John Ryle (anthropologist)

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John Rowland Ryle

John Ryle teaching on Rift Valley Institute Sudans Course
John Ryle teaching on Rift Valley Institute Sudans Course
BornShrewsbury, Shropshire, United Kingdom
OccupationWriter, anthropologist, film-maker, editor
GenreEthnography, reportage, essays, literary criticism
SubjectEastern Africa, Brazil, Human Rights, Religion, Visual Arts, Music and Literature

John Rowland Ryle OBE is a British writer, anthropologist, social activist, filmmaker, teacher and publisher, with an interest in the history and culture of Eastern Africa.[1] He is co-founder of the Rift Valley Institute, and Legrand Ramsey Professor of Anthropology at Bard College, New York.


His father, John Creagh Ryle, a medical doctor and alpinist, was a general practitioner in Shrewsbury, Shropshire, where Ryle was born.[2] His mother, Melody Ryle,[3] née Jackson, was a stalwart of the local Family Planning Association and a noted amateur botanist and gardener. Ryle is a grandson of the pioneer of social medicine John Alfred Ryle, a nephew of the astronomer Sir Martin Ryle, a great-nephew of the philosopher Gilbert Ryle, and a great-great grandson of John Charles Ryle, evangelical Bishop of Liverpool in the last decades of the nineteenth century.

Life and work[edit]

Ryle was educated at Shrewsbury School and Oxford University, where he graduated in English Language and Literature. He pursued postgraduate studies in social anthropology, conducting fieldwork among the Agar Dinka communities in today's South Sudan. In 1975 he became an assistant editor at The Times Literary Supplement. During the printers' strike at Times Newspapers, he founded, with Richard Boston, the acclaimed but short-lived periodical Quarto (1978–1981).[citation needed] From 1982 to 1986 he worked for the Sunday Times in London as Deputy Literary Editor and, subsequently, as a feature writer. He has written for the London Review of Books,[4] the New York Review of Books,[5] the New Yorker,[6] the Los Angeles Times and various scholarly periodicals, and is a contributing editor of Granta.[7]

Ryle also worked as a doorman at the Embassy Club in Bond Street, London, as a roustabout for the Royal American Shows and the Canadian Pacific Railway,[8] as ghost-writer of Mick Jagger's unpublished autobiography,[9][10] and as a travel writer.[11]

In the late 1980s, Ryle was a project officer at the Ford Foundation in Brazil and lived in an Afro-Brazllian community in Salvador da Bahia. In the 1990s, he worked as a consultant to relief and development organisations in Sudan and the Horn of Africa, including Save the Children Fund (UK). His weekly newspaper column, "City of Words", appeared in The Guardian from 1995 to 1999. From 1996 to 1997, he was a research fellow of Nuffield College, Oxford. In the 1990s he became an activist in the International Campaign to Ban Landmines.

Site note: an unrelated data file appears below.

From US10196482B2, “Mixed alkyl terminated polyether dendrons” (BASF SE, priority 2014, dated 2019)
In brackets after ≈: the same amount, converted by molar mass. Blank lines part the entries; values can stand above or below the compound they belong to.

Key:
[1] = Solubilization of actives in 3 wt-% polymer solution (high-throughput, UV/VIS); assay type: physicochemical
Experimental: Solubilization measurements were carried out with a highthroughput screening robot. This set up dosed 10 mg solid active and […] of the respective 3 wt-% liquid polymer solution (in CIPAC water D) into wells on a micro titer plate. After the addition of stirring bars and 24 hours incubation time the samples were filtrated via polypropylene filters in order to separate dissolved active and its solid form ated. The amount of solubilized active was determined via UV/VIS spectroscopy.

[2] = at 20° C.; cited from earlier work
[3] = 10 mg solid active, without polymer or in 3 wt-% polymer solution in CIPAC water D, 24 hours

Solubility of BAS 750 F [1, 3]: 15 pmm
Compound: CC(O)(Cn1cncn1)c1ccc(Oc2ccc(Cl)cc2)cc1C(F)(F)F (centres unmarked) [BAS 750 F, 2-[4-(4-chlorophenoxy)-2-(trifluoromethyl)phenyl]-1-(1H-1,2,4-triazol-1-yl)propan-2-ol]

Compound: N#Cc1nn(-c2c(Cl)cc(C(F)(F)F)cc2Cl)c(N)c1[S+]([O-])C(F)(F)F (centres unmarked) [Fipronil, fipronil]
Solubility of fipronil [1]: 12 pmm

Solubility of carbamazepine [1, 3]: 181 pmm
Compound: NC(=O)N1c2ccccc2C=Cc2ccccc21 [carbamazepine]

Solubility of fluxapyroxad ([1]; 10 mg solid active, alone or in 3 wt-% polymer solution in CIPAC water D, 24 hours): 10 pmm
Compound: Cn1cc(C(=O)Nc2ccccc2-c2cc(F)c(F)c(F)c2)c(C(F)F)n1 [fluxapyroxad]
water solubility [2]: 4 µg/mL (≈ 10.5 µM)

From 2001 to 2017, Ryle was successively chair and executive director of the Rift Valley Institute, a research and public information organisation operating in Eastern Africa that he founded with Jok Madut Jok and Philip Winter. He was a member of the International Eminent Persons Group, reporting on slavery and abduction in Sudan.[12][13] Since 2007, he has been Legrand Ramsey Professor of Anthropology at Bard College, a liberal arts college in New York state. He has been a board member of the Human Rights Watch Africa Division, the Media Development Investment Fund and the scholarly journal African Affairs.[14]

In 2022 he established a publishing company, City of Words, concentrating on works of reportage, life-writing and general non-fiction.

Ryle was appointed an Officer of the Order of the British Empire (OBE) in the Queen's 2021 Birthday Honours for services to research and education in Sudan, South Sudan and the Horn of Africa.[15][16][14]

Selected bibliography[edit]


  • Ryle, John; Willis, Justin; Baldo, Suliman; Madut Jok, Jok, eds. (2012). The Sudan Handbook (digital ed.). London: Rift Valley Institute. ISBN 978-1847010308.
  • Warriors of the White Nile: the Dinka (Time-Life Books, 1982) with Sarah Errington ISBN 978-0-7054-0700-7

Technical reports and academic research[edit]

Essays, reporting and other contributions[edit]


Film and video[edit]


  1. ^ Ascherson, N. (2 August 2012) "How It Felt to Be There", London Review of Books.
  2. ^ "John Creagh Ryle 1915-2000". John Ryle. Retrieved 5 April 2021.
  3. ^ Ryle, John. "Melody Ryle 1917-2007".
  4. ^ London Review of Books (ed.). "Contributor John Ryle".
  5. ^ New York Review of Books (ed.). "Contributor John Ryle".
  6. ^ The New Yorker (ed.). "Search contributor by name: John Ryle".
  7. ^ "John Ryle". Granta.
  8. ^ Ryle, J. (1996). "Brit Crits Nix Car Wreck Sex Flick". City of Words.
  9. ^ Rolling Stone (26 May 1983), "Ghosting the story of Mick Jagger", Rolling Stone.
  10. ^ Hind, J. (13 September 1997), "Start me up... again", The Independent.
  11. ^ Lau, J. (1988), Interview with Joan Lau: Travels of Discovery
  12. ^ Ross, O. (2003) Research reclaims Sudan's 'lost souls'; Team put names, facesto those abducted, sold into slavery Investigation identified 11,000 people
  13. ^ Skinner, E. B. (2008) A Crime So Monstrous: Face-to-Face with Modern-Day Slavery, Free Press.
  14. ^ a b "Bard College Anthropology Professor John Ryle Awarded an OBE, Officer of the Order of the British Empire". Bard College. 21 June 2021.
  15. ^ "No. 63377". The London Gazette (Supplement). 12 June 2021. p. B25.
  16. ^ "RVI Founder John Ryle Awarded OBE". Rift Valley Institute. 17 June 2021.